Purpose: To report a case of solitary idiopathic choroiditis associated with choroidal neovascularization.
Method: Case report of a 36-year-old healthy man who was referred for floaters in the left eye of 3 weeks' duration.
Results: Fundus examination of the left eye revealed a yellow-white subretinal lesion superior to the fovea. It was associated with a small subretinal hemorrhage and a macular detachment, which extended into the fovea. No vitreous cells were detected. The right eye was normal. The visual acuity was 20/20 in the right eye and 20/50 in the left eye. Laboratory evaluation for inflammatory or infectious diseases was nonrevealing. Fluorescein angiography showed Type 2 or so-called classic choroidal neovascularization associated with retinochoroidal anastomoses. After two laser treatments with poor outcomes, the lesion was effectively treated with oral steroids. A reactivation occurred 1.5 years later, and it was also successfully treated with oral steroids.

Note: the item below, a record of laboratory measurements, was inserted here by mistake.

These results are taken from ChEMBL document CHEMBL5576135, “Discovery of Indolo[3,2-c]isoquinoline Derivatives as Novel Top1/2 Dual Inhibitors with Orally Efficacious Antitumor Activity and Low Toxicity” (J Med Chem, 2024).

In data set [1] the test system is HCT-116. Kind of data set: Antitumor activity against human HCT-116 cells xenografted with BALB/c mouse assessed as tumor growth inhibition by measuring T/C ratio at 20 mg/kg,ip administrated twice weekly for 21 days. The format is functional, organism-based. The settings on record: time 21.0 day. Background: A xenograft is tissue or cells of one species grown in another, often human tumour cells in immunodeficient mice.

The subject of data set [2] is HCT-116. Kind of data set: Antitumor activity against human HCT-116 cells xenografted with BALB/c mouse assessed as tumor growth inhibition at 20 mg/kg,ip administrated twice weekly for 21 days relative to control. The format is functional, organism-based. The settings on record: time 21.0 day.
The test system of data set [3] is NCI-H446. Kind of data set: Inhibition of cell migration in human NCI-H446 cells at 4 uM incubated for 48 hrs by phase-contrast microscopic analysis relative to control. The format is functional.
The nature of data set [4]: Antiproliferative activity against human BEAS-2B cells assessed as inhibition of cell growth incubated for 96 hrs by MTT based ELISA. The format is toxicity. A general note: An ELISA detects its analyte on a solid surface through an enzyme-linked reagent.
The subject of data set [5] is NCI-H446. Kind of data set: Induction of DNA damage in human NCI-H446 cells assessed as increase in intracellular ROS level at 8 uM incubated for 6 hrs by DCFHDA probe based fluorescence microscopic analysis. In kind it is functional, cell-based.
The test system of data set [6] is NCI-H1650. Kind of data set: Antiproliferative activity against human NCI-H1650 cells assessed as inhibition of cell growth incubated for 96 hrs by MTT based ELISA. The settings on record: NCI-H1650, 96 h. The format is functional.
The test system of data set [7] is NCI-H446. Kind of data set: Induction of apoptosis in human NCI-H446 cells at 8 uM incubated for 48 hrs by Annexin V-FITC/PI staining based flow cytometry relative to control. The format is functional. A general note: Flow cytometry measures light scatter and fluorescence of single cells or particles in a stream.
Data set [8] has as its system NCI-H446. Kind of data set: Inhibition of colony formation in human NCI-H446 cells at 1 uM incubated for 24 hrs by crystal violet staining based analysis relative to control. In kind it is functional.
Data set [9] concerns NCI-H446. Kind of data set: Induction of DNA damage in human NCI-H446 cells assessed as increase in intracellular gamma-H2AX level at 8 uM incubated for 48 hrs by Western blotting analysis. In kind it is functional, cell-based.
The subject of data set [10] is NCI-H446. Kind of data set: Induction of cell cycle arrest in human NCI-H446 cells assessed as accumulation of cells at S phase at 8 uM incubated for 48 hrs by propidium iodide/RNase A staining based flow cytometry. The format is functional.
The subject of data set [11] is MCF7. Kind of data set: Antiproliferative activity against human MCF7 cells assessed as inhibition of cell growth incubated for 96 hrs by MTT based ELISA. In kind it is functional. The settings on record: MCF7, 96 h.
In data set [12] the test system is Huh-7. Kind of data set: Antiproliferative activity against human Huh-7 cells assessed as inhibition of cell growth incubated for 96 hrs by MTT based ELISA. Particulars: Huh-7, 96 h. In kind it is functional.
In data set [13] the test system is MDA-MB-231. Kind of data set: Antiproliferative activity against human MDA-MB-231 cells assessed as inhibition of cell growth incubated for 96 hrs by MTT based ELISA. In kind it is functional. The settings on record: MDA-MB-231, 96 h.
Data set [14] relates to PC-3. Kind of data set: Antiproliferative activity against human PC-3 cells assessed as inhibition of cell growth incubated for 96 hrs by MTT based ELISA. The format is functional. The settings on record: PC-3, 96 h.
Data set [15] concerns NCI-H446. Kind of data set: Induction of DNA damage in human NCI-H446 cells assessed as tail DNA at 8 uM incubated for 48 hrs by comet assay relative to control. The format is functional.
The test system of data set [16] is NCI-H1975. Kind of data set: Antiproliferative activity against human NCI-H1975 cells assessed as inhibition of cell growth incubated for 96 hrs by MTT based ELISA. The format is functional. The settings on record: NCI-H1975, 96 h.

Conclusion: Solitary idiopathic choroiditis can rarely be associated with choroidal neovascularization. Oral steroid treatment seems to be the preferred form of therapy rather than some form of interventional modality.